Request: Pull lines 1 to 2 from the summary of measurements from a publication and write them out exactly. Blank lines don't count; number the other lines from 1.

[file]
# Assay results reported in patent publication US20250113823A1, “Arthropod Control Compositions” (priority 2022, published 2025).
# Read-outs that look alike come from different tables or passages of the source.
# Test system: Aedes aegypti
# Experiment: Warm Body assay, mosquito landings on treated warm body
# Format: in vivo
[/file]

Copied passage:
# Assay results reported in patent publication US20250113823A1, “Arthropod Control Compositions” (priority 2022, published 2025).
# Read-outs that look alike come from different tables or passages of the source.